Researchers from the University of Minnesota College of Science and Engineering have found yet another remarkable use for the wonder material graphene -- tiny electronic 'tweezers' that can grab biomolecules floating in water with incredible efficiency. This capability could lead to a revolutionary handheld disease diagnostic system that could be run on a smart phone. (2017-12-01)

This week from AGU: Scientists counter threat of flooding on coral reef coasts
This week from AGU: Scientists counter threat of flooding on coral reef coasts, and more. (2017-11-22)

Lightning, with a chance of antimatter
Researchers find that lightning strikes causes photonuclear reactions in the atmosphere, creating antimatter. (2017-11-22)

Training course for chronic fatigue syndrome or ME is effective for children alongside specialist care
A training course that aims to ease symptoms of chronic fatigue syndrome is effective and probably cost-effective when provided alongside specialist care for children with mild to moderate illness, finds a trial published by the journal Archives of Disease in Childhood. (2017-09-20)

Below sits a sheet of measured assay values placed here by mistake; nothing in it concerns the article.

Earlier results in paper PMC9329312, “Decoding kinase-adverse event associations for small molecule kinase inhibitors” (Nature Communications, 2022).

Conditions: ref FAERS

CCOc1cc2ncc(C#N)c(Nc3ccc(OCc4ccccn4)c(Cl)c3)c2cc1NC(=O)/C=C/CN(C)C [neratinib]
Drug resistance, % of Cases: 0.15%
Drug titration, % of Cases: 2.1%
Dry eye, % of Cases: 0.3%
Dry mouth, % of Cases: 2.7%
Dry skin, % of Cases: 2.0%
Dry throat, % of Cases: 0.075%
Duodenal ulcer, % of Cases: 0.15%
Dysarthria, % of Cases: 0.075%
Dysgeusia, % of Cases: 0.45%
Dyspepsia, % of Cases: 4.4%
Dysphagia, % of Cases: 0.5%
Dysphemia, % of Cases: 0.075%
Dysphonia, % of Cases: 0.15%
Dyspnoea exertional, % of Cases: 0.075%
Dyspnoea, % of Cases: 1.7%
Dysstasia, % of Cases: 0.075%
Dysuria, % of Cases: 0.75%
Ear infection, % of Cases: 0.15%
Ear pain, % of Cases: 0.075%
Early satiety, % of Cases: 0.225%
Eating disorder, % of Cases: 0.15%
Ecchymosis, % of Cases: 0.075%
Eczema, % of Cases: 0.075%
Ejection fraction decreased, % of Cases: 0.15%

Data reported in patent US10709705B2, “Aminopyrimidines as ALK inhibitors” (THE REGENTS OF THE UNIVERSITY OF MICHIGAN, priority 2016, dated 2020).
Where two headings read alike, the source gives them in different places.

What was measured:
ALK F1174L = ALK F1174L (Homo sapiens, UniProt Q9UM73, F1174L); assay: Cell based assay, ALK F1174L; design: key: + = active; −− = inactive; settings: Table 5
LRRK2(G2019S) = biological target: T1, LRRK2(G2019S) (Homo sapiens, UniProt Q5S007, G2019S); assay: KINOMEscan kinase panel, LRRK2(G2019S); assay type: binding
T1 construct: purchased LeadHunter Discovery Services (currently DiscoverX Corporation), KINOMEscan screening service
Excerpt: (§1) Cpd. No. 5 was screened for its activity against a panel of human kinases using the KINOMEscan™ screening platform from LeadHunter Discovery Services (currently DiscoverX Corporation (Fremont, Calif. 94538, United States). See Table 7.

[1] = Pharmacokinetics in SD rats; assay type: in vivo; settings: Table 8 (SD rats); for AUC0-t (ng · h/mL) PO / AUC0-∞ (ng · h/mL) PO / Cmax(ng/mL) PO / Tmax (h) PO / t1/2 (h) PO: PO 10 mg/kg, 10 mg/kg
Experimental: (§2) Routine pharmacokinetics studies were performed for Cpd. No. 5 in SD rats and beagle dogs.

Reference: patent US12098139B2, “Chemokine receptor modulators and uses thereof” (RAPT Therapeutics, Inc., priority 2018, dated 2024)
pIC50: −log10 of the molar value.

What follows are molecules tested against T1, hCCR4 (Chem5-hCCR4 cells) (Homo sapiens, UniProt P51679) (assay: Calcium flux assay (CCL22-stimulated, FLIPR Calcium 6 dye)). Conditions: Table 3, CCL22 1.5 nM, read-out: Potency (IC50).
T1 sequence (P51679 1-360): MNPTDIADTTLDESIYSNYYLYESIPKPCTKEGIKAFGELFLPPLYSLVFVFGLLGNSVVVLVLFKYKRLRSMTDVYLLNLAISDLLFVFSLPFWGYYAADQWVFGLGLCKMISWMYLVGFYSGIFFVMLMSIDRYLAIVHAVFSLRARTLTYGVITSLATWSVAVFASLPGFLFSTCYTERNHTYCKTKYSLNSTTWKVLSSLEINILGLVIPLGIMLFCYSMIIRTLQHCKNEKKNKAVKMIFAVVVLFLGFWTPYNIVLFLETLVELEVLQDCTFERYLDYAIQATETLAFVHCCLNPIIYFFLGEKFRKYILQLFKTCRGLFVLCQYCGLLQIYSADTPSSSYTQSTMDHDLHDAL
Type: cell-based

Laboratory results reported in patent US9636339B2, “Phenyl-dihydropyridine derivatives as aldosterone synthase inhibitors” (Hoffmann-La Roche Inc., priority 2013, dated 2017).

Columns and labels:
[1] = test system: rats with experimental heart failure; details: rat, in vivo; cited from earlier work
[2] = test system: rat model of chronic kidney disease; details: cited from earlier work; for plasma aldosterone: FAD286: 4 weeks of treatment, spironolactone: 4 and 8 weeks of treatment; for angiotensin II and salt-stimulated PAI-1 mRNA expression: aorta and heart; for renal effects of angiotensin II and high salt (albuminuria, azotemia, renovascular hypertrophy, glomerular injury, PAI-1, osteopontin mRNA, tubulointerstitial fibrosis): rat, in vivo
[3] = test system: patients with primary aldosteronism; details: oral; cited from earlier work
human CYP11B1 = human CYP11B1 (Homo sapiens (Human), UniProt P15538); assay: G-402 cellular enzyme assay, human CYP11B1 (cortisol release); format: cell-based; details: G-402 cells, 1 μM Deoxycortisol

Ship exhaust makes oceanic thunderstorms more intense
Thunderstorms directly above two of the world's busiest shipping lanes are significantly more powerful than storms in areas of the ocean where ships don't travel, according to new research. (2017-09-07)

NASA looks at compact Tropical Storm Don in infrared light
NASA's Aqua satellite passed over newly formed Tropical Storm Don gathering temperature data from the compact storm's clouds. (2017-07-18)

NASA listens in as electrons whistle while they work
NASA's Van Allen Probes have observed a new population of space sound waves, called plasmaspheric hiss, which are important in removing high-energy particles from around Earth that can damage satellites. (2017-07-17)